Nestled in the latest of a long series of Wall Street Journal editorial-page pieces on the socialist dystopia of California which is driving people to such low-tax (and low everything) paradises as Texas and Mississippi is this interesting planted axiom from Allysia Finley:
[Z]oning laws, which liberals favor to control “suburban sprawl,” have constrained California’s housing supply and ratcheted up prices.
I do not know how old Ms. Finley is, but obviously zoning and other land-use restrictions (public and private) existed long before anyone was talking about “suburban sprawl,” and in fact, “sprawl” is arguably more often the result of land-use restrictions than their rationale. And while it’s true a new anti-planning radicalism on the Right (most notably the John Birch Society-inspired “Agenda 21” hysteria) tends to treat any land-use laws or regulations as communistic, well-off suburbanites who vote Republican are, at least in my experience, as least as enthusiastic as “liberals” about “protecting their property investments” via zoning.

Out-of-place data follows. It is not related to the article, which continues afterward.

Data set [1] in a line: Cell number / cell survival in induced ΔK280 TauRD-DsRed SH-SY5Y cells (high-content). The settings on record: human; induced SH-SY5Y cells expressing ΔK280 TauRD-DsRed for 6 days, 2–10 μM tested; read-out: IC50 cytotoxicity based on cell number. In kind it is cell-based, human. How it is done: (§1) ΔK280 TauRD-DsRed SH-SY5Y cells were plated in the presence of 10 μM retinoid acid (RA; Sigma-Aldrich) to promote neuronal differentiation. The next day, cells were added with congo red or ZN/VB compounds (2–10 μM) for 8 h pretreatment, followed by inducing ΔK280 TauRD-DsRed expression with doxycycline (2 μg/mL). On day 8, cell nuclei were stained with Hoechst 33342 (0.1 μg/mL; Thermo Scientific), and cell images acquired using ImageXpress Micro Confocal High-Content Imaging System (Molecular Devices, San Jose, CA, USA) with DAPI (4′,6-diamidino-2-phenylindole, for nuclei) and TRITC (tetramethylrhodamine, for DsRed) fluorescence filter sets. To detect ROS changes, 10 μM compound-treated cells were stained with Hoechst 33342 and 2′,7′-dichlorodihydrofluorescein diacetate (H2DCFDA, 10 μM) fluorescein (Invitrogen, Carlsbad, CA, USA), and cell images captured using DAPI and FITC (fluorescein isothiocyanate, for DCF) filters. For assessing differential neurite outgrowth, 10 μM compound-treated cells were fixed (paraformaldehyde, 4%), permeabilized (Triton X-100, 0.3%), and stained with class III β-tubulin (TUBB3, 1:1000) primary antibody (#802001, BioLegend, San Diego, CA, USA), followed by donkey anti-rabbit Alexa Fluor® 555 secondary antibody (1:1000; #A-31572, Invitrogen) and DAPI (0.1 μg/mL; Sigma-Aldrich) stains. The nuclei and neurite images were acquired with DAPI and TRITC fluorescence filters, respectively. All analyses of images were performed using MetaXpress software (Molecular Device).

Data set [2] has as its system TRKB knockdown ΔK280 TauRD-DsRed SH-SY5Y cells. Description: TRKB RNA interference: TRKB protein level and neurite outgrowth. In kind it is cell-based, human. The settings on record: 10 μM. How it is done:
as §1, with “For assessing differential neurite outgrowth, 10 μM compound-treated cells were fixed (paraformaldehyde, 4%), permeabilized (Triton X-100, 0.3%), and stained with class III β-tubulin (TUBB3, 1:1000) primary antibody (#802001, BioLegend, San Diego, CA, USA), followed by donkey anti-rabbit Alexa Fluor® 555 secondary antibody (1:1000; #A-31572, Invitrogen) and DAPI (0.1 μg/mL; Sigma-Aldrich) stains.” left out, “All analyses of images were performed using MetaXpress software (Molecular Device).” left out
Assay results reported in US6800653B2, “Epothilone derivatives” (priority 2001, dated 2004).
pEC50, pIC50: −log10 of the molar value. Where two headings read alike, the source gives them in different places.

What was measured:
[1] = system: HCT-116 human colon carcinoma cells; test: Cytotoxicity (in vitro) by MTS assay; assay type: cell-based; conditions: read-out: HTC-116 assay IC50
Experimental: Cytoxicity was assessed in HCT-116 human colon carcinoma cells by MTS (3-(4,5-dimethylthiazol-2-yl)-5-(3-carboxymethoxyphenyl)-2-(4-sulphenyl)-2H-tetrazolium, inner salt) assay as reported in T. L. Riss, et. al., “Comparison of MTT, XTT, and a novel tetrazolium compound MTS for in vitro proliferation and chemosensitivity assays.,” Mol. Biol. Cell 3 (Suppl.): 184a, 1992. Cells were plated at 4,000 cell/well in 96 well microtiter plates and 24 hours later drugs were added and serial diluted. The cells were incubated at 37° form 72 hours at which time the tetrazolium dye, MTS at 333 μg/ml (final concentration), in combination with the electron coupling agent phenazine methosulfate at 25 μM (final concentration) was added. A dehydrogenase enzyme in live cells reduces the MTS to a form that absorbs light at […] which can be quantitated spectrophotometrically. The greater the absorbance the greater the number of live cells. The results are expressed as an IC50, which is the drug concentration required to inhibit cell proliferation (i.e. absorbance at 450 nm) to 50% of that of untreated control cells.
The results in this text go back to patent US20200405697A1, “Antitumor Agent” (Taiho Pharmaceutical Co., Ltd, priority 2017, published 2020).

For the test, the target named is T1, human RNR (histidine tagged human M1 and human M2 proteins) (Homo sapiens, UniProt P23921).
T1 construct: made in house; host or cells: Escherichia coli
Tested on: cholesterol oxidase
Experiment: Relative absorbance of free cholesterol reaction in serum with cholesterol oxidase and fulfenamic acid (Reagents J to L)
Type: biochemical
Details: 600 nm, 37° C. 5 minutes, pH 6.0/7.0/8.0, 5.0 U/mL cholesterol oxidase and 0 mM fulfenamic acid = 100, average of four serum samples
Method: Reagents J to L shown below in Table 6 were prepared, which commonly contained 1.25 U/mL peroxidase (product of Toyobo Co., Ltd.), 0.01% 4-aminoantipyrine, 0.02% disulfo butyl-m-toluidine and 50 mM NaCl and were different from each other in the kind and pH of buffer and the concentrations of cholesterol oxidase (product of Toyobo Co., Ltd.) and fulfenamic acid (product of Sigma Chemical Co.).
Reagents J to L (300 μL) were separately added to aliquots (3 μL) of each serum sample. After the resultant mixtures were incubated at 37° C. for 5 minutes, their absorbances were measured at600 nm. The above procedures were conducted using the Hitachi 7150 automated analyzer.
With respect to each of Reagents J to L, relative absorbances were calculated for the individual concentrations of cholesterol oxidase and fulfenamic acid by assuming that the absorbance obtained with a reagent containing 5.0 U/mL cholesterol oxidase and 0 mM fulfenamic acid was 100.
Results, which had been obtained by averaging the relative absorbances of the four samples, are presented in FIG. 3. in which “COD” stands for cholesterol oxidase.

Examining the real-life impact of land-use restrictions is actually one of the few areas where there has been for quite some time a productive cross-pollination between liberal and libertarian thinkers. There’s really no unambiguously “good” and “bad” political party or ideological grouping on this subject. What is clear, of course, is that very, very few people to the right of center are at all interested in fair housing laws, low-income housing assistance, or for that matter, any approach to land use that discomfits commercial property owners. The high cost of residential housing in California (and particularly coastal California) has a lot of causes, of which “liberal” policies are not self-evidently prominent. Exchanging California’s public policies for Texas’ will not self-evidently make life easier for low-to-moderate income people, even if you buy the very dubious premise it would create significantly lower real estate prices, for the obvious reason that there are goods and services of equal or greater value than real estate. But it’s like everything else in the conservative case against California: an exercise in single-entry book-keeping in which everything good about the Golden State is ignored, along with everything bad about the Lone Star State and its Deep South cousins, where po’ folk have the heavenly prospect of taking what’s given to them by their betters and not getting uppity about it.